Reactive arthritis (ReA) is a systemic inflammatory disorder characterized by aseptic arthritis, which is triggered by an infection at a distant site, occurring in a genetically susceptible person. The term ReA has been used by some authors to refer to only genitourinary and gastrointestinal infections caused by specific agents, with the term postinfectious arthritis used for other aseptic forms of arthritis following an infection. Despite clinical differences and different treatments and mechanisms, most authors use the term ReA for both entities, however. Being considered as a member of spondyloarthritis group, it shares clinical, radiographic, and laboratory features with the other subgroups of the disease.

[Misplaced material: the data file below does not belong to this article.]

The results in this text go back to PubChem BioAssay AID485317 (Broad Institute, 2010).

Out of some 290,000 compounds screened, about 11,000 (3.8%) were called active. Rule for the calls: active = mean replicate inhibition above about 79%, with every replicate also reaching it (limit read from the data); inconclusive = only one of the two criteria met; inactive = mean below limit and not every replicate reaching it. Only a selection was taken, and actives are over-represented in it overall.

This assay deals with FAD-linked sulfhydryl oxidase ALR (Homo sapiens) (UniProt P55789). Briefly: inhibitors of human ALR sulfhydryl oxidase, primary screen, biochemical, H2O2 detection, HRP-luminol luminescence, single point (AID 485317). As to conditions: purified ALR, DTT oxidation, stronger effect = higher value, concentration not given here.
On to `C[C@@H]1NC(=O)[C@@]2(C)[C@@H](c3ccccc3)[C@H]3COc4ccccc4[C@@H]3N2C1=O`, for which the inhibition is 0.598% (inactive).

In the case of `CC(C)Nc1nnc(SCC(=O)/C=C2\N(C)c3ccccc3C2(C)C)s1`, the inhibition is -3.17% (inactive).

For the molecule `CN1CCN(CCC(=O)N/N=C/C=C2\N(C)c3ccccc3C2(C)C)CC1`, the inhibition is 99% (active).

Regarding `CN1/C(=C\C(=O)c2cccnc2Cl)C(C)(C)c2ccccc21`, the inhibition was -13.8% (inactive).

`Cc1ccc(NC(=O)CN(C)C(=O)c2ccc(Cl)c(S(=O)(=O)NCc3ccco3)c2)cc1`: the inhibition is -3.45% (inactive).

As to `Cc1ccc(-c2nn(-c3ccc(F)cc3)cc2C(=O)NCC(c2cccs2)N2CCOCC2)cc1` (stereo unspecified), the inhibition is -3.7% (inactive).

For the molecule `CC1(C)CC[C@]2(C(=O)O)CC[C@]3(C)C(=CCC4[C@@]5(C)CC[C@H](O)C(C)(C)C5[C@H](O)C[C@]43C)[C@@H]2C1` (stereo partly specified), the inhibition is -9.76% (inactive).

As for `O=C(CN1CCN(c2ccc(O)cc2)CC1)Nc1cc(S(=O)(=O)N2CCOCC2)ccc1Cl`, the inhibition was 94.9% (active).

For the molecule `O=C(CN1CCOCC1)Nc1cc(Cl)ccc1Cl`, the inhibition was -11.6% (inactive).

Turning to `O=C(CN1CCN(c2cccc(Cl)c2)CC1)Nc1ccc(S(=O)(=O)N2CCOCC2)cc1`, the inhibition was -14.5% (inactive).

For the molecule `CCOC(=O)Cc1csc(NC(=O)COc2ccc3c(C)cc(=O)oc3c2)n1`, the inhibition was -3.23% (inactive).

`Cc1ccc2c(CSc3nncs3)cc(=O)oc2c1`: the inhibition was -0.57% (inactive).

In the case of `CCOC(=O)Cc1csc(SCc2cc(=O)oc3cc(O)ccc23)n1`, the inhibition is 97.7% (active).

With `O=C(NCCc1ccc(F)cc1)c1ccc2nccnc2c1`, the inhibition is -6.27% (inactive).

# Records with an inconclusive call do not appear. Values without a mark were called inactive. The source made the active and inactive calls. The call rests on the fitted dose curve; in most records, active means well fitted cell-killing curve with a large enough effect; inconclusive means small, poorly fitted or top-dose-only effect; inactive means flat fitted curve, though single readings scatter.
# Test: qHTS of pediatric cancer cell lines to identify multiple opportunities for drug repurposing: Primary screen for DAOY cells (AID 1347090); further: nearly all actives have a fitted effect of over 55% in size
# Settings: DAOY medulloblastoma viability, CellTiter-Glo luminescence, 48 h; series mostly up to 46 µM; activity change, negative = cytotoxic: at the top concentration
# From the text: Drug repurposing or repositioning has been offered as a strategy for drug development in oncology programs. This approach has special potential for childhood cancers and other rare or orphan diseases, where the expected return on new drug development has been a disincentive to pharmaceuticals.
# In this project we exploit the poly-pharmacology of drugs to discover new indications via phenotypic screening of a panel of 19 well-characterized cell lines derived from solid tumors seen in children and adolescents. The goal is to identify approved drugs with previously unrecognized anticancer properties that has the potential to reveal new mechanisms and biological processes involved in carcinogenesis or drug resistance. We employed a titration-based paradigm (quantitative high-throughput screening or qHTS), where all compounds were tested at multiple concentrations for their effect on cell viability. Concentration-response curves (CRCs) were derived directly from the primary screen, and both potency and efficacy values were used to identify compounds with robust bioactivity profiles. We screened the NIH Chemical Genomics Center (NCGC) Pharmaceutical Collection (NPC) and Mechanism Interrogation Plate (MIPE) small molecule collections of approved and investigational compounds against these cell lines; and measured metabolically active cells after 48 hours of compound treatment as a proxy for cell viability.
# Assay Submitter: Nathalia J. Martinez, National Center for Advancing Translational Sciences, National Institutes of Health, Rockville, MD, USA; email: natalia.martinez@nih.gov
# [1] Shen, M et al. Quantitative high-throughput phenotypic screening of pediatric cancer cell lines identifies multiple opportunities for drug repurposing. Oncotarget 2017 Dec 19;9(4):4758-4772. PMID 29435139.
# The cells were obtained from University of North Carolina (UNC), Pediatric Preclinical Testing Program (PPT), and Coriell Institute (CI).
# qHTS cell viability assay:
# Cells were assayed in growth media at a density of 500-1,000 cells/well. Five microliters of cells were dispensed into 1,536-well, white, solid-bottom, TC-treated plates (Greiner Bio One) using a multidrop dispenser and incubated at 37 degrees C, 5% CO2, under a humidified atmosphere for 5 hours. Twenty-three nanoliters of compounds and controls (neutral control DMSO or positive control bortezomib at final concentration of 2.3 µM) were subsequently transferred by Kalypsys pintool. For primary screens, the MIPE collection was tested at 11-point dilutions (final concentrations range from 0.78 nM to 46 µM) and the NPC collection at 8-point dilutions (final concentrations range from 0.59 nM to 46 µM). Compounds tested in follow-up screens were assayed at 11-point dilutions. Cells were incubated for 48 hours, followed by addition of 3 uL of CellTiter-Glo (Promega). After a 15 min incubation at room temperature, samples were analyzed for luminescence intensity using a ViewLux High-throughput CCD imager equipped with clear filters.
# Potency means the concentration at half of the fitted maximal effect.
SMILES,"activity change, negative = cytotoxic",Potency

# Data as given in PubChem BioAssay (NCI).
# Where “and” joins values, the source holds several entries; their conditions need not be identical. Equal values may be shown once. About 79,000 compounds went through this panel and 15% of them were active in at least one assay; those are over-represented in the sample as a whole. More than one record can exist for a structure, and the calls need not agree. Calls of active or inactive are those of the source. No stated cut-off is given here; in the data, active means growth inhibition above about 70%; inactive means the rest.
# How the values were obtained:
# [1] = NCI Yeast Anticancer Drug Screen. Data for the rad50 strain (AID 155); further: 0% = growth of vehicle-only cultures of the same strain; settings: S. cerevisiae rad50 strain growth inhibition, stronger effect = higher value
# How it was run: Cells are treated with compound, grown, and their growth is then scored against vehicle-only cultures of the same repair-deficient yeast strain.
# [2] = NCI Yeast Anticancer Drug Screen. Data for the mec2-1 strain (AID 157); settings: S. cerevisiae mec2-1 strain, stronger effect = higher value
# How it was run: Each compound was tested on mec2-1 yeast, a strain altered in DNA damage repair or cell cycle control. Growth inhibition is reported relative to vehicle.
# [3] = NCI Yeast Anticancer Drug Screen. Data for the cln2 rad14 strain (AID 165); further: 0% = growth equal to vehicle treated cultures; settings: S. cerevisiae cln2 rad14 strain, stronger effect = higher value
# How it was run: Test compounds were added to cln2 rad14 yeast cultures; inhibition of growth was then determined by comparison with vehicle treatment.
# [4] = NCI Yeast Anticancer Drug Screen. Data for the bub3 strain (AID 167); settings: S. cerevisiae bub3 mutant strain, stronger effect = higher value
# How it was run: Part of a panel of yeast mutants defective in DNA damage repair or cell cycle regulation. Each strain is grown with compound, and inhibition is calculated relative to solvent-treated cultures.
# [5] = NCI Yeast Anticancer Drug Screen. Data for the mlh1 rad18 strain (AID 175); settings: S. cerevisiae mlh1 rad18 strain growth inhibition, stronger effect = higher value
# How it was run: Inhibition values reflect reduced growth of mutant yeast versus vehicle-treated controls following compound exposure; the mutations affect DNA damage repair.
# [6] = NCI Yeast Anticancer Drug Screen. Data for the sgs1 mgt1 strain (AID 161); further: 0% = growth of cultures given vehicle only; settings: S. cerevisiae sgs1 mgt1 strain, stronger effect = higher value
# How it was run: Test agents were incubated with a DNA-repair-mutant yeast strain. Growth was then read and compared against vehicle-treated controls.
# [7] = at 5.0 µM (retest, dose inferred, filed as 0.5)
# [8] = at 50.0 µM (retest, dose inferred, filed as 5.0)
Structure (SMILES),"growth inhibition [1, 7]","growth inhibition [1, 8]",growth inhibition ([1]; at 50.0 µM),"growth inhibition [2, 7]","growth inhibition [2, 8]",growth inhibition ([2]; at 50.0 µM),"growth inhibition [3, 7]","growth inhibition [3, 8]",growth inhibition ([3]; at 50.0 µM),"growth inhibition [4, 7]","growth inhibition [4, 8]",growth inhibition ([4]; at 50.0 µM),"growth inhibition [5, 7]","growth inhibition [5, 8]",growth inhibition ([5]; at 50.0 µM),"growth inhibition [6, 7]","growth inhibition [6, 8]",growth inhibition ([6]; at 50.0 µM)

The mechanisms of ReA are under intensive research. Environmental and genetic factors are certainly involved. The human leukocyte antigen (HLA)-B27 has been described in 30–80% of patients with this condition. However, several bacteria have been described as causing ReA independently of the presence of HLA-B27, as well as viral, parasitic, and fungal infections. The exact role of HLA-B27 is still unclear.
There are no uniformly accepted diagnostic criteria for these conditions, and the diagnosis is essentially clinical. In this chapter several aspects of ReA and infection-associated arthritis, such as epidemiology, pathogenesis, clinical manifestations and treatment, will be discussed.